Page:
One night several years ago, I was hurrying downstairs in my dorm, and I slipped. In an attempt to keep from hurtling to my death, I clutched at the iron banister. I succeeded in not dying, but I scraped my arm badly and landed hard on my back. A dorm mate at the bottom of the stairs saw the whole thing. Worried, she asked if I was all right.
I busted out laughing. It hurt so badly, it was funny. This reaction did mot make my dorm mate less worried.
Fast forward a couple of days. I had some lovely bruises: Horizontal marks from the stair treads laddered up my back, and the entire underside of my arm looked like something from a zombie movie. Worse, there were lumps. Not from the swelling (though there was plenty of that, too), but something that felt like small marbles nestled under the bruises.
|This is how my arm felt. It looked a little worse, actually.|
Now, I'm injury-prone, but muscle-marbles seemed a bit unusual. I made an appointment with the campus doctor. The fact that he'd never met me before is the only way I can excuse the conversation that followed.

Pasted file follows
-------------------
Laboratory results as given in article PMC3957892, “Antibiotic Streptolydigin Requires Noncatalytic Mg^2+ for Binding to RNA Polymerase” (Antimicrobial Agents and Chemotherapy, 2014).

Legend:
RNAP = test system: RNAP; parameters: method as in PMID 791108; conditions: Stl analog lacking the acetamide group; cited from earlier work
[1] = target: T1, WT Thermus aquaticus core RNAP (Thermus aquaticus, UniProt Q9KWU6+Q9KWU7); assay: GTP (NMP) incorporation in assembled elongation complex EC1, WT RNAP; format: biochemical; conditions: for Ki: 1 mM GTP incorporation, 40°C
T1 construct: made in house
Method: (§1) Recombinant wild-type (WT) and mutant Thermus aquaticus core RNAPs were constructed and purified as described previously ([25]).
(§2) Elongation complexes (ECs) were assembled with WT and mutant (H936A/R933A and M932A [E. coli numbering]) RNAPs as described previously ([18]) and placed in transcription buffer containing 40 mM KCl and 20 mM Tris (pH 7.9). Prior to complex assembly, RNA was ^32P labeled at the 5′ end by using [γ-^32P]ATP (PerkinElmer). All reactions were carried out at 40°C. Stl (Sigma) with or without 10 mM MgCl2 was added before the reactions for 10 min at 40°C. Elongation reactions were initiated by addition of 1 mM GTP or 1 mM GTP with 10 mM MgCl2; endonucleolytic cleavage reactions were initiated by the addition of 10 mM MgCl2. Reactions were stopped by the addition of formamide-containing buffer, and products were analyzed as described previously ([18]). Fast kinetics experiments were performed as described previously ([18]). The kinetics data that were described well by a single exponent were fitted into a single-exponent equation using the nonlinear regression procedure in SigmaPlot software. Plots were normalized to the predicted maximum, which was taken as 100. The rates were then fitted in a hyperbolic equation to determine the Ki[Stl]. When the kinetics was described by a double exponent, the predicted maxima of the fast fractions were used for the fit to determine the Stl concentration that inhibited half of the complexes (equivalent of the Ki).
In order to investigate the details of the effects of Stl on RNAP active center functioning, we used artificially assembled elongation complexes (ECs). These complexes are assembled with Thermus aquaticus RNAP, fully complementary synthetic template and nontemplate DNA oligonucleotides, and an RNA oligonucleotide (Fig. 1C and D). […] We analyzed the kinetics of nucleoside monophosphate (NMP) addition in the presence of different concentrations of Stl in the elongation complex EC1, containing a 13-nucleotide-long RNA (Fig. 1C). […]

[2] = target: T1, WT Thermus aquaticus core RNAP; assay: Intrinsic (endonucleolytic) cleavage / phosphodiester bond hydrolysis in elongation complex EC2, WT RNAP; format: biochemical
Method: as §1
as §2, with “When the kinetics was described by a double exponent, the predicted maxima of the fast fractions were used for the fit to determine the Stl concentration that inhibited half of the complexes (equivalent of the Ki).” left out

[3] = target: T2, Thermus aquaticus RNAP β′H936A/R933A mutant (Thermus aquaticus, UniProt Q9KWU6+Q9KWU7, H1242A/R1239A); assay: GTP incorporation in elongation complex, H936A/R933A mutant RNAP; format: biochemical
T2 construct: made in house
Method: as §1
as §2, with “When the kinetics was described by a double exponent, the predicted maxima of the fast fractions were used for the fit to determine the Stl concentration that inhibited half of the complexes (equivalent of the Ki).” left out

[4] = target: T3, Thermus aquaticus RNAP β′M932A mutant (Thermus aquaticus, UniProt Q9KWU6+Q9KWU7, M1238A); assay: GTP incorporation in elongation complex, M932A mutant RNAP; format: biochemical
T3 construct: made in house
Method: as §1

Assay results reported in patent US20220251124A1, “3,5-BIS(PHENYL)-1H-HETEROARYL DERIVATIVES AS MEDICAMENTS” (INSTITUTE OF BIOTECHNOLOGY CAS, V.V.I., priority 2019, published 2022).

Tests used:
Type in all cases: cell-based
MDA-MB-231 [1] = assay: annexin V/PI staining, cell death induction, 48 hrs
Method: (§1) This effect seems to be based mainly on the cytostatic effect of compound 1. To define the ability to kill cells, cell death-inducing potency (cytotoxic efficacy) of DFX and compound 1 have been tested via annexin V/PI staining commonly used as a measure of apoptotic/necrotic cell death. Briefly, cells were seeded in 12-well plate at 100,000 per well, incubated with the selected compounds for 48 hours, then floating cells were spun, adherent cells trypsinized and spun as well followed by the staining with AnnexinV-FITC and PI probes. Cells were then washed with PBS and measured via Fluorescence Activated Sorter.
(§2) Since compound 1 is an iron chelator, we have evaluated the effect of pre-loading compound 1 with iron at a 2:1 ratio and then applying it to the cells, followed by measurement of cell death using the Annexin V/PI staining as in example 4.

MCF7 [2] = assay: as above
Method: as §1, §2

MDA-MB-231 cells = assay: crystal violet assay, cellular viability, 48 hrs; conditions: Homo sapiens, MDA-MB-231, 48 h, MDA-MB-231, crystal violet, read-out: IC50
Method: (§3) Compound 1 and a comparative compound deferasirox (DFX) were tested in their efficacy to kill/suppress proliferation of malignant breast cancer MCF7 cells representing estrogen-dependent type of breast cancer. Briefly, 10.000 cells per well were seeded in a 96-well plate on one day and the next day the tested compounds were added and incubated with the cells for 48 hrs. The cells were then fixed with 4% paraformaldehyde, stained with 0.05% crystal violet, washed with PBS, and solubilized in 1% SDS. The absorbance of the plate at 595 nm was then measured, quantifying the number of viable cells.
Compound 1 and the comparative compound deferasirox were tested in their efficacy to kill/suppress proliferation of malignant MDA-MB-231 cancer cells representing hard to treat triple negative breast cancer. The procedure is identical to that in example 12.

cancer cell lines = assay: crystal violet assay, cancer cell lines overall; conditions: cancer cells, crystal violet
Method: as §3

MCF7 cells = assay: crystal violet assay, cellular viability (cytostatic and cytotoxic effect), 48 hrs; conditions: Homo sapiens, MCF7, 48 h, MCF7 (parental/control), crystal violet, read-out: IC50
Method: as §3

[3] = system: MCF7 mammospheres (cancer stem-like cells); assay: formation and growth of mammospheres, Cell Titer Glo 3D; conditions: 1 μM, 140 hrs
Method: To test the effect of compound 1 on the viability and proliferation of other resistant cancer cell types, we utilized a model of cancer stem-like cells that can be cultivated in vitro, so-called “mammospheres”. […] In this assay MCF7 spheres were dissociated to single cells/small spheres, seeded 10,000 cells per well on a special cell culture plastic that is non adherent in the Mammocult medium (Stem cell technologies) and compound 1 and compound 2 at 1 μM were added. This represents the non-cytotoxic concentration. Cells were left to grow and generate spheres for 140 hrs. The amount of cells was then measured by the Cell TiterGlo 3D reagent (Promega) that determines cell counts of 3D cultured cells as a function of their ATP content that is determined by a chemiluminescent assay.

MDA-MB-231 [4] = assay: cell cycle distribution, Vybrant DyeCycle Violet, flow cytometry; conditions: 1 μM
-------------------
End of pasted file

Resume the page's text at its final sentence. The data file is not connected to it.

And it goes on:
"Don't worry; it's not cancer."
Oh, thank god! Because, you know, I've heard cancer of the bruise is particularly aggressive, and that it can easily spread to hangnails and eye boogers.
I gently explained that I wasn't concerned about cancer, I was concerned about having marbles embedded in my muscles.
"Well, in severe deep-tissue bruising, calcium deposits can form. Usually, they just pass through your urinary tract."
I looked at him, and I believe he finally understood that I wasn't an idiot.
"I do not want to pee out marbles."
"Fingers crossed," he said.
I crossed my fingers hard. It was one of the more successful "non-traditional" treatments I've tried. Let's just say I wasn't left with anything to put in a Christmas ornament.
(True: The bruise on my arm looked almost exactly like the whale fail error from Twitter, except most definitely not smiling. And without the birds.)